Admission: The website says that it’s 500 roubles per adult, but it was less than that when we went – Mama paid 350 roubles. Schoolkids over 7 are 50 roubles and the under 7s are free.

Public transport: The nearest Metro station is Kropotkinskaya (red line), which is a short walk away.

By other means: Probably.

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Quilts, owls, Eisenstein, dolphins, tyres and PEW PEW PEW at the Multimedia Art Museum Moscow

Tin Box traveller
Wander Mum
the Pigeon Pair and Me

The Old Tretyakov Gallery, Lavrushinsky Lane, Moscow

Mama has been going to the Old Tretyakov Gallery about once a year so for about 15 years now. Last time we let her go on her own she took the (English. Other languages are available) audio guide tour. Five hours later she staggered back out of the building, and that was despite suffering a total failure of will when it came to the icon section. The tour is organised around you deciding which of the paintings to find out more about, and Mama, who really likes the gallery and everything in it, wanted to find out more about nearly all of them.

Old Tretyakov Gallery in Moscow

What you have in the Old Tretyakov Gallery, begun by a wealthy businessman (Tretyakov himself) and added to by the state when they acquired it on his death, is half of nearly all the famous paintings done by painters working in the Former Russian Empire (the other half are in the Russian Museum in St Petersburg).

This makes it a very interesting place to someone who likes a hefty dose of cultural history alongside her aesthetic appreciation (Mama).

Sometimes there are advantages to artists not being particularly famous outside their own country. Or, y’know, enforced nationalisation of aristocratic possessions.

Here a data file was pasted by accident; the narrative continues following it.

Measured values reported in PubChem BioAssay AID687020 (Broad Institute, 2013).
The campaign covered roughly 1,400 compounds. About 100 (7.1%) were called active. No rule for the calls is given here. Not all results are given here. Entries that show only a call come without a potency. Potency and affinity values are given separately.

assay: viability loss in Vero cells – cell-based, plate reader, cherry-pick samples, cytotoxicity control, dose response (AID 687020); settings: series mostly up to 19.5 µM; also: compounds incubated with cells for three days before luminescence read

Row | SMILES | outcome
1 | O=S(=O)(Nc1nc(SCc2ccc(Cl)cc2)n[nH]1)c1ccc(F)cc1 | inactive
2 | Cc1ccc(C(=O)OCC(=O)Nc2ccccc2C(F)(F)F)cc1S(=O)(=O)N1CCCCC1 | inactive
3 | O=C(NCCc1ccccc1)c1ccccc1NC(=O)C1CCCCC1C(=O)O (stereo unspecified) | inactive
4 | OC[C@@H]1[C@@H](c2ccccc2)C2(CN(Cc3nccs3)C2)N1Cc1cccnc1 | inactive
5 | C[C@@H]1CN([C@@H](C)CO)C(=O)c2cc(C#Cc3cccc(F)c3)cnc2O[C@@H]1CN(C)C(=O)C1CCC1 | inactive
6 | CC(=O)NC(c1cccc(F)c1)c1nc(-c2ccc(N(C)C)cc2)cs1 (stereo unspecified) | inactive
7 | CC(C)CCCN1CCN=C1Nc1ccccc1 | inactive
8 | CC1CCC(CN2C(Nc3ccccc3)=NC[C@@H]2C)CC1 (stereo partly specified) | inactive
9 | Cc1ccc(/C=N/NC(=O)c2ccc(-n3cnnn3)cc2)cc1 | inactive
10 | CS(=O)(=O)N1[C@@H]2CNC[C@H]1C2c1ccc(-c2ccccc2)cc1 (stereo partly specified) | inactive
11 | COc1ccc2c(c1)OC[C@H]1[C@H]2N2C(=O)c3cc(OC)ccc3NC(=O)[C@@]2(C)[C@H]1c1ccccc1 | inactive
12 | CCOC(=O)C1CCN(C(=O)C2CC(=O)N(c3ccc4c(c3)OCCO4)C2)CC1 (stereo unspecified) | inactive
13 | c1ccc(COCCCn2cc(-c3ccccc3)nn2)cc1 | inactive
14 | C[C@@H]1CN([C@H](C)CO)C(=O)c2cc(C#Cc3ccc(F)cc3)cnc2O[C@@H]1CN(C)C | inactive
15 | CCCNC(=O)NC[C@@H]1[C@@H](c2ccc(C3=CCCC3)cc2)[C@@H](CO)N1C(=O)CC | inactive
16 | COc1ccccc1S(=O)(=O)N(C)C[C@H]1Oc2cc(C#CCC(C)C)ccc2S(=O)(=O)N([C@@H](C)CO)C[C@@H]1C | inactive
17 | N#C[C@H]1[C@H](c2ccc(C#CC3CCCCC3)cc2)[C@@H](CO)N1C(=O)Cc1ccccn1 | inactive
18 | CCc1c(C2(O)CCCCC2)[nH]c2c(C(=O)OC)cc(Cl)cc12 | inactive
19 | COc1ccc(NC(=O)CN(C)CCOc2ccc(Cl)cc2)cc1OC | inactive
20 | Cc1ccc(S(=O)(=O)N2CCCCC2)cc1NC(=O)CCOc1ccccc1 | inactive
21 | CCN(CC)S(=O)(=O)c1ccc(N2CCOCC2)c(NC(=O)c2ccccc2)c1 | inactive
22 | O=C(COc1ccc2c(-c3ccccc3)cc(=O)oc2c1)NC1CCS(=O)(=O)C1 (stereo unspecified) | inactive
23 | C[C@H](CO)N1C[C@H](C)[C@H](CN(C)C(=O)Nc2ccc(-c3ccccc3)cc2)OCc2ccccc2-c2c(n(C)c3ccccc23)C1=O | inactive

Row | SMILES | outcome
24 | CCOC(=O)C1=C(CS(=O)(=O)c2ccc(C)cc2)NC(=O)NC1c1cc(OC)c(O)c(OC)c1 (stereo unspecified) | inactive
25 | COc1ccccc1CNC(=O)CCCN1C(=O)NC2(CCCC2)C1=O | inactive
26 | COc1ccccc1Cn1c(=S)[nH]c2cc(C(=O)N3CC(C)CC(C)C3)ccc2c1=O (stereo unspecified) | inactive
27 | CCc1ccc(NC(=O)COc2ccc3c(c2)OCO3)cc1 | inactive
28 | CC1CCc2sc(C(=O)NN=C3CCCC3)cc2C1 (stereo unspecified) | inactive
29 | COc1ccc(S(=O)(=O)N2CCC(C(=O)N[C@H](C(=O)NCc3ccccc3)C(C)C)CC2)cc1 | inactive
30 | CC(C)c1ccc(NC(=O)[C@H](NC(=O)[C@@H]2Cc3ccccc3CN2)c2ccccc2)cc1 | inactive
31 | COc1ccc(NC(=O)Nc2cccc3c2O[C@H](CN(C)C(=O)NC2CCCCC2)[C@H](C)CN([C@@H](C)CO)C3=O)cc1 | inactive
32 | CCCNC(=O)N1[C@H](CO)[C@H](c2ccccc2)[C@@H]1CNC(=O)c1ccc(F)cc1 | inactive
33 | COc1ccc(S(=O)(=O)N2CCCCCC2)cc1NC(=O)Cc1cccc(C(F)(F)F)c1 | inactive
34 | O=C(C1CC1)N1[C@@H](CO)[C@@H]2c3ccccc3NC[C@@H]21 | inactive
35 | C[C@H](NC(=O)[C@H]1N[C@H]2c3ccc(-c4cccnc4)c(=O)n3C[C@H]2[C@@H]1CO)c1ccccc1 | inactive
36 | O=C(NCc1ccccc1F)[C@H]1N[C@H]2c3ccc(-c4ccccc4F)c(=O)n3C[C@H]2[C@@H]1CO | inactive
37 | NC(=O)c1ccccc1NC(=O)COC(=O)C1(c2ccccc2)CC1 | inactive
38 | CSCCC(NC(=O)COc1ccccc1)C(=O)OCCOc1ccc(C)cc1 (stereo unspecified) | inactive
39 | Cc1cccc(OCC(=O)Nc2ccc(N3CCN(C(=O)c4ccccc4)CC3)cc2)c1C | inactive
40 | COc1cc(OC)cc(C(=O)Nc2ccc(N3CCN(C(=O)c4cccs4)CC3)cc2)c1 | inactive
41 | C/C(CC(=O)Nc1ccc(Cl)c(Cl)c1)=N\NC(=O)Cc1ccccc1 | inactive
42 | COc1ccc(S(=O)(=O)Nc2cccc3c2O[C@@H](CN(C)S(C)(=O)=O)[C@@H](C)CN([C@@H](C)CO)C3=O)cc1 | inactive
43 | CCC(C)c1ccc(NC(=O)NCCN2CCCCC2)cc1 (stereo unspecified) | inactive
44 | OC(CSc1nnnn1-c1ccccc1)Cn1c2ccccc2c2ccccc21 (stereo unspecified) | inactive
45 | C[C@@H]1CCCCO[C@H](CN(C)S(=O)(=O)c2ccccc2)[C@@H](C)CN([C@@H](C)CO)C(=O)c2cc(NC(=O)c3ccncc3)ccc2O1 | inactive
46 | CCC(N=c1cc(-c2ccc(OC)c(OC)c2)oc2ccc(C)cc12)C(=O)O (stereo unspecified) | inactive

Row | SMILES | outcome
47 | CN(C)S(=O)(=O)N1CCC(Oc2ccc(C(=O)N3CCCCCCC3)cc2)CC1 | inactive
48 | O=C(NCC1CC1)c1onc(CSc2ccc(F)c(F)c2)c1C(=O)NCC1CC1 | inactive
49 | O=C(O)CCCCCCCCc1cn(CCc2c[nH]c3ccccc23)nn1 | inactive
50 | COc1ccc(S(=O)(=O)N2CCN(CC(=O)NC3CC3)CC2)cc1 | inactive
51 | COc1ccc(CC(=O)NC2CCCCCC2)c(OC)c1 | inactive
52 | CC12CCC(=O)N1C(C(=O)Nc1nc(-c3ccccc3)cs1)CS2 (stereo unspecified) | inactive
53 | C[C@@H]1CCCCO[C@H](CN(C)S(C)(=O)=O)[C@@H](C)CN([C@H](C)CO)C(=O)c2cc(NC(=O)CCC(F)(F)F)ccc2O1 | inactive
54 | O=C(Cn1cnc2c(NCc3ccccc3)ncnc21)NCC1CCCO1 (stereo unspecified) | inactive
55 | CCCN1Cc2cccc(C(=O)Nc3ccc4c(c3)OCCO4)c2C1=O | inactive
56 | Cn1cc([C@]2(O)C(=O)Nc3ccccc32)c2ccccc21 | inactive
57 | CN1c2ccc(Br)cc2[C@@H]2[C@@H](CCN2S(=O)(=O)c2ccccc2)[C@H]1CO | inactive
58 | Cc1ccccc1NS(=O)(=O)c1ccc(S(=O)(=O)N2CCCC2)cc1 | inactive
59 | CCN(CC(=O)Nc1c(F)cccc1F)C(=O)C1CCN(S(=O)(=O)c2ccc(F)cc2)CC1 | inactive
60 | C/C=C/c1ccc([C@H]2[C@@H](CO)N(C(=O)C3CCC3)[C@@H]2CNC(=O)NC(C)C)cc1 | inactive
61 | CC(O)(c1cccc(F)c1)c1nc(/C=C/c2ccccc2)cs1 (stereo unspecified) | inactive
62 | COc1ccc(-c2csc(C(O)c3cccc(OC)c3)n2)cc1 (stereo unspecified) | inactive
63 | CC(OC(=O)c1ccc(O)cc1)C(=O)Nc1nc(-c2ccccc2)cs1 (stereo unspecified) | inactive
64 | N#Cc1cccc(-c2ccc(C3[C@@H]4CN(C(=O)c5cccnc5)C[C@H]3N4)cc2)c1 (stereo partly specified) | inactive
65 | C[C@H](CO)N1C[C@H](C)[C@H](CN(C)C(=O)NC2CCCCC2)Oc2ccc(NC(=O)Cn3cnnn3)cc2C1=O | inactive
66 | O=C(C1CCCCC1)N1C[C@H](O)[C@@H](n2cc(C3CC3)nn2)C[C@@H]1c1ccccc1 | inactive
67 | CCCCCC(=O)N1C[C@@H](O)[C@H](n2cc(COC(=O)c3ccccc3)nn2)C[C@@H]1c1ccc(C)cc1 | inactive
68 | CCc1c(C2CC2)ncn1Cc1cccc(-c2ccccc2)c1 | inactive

Mind you, regarding the tour, Mama wonders if it might not be a good idea to give more casual visitors an indication of the absolute must sees for a shorter version, or provide an alternative more overview focused guide. But the descriptions are excellent, and you learn a lot about the individual pictures, the artist, and the cultural, political and sociological context surrounding them.

Mama was amused to note that not all of the paintings are described in glowing terms. The experts are not afraid to say when they consider that the painter has made a fist of depicting the lightnshadows, for example, and their critiques take in even some of the images which are, for the people of the Former Soviet Union, as familiar as the Sunflowers, The Hay Wain or the Mona Lisa are to someone like Mama.

My Excellent Big Brother and I are now resigned to viewing art with Mama, but to be fair, Mama has got better at showing us around. She is quite prepared to cover the whole building in less than an hour, makes sure we are well fed and have had a run around before we go in, takes pencils and paper in case we want to do some copying and shamelessly bribes us with a promised trip to MacDonald’s after we have finished.

As it turns out, you are not supposed to sit on the floor and sketch in the Old Tretyakov Gallery.

We discovered this when we tried to draw our favourite painting, the Three Bogatyrs. My Excellent Big Brother likes it because it is of three famous characters from Russian fairy tales, one of which Mama pretends he is named after. I like it because they are sitting on three magnificent horses. Plus, it’s huge, brightly-coloured and not at all depressing, which Mama discovered is not at all true about many of the other paintings she usually likes to linger over.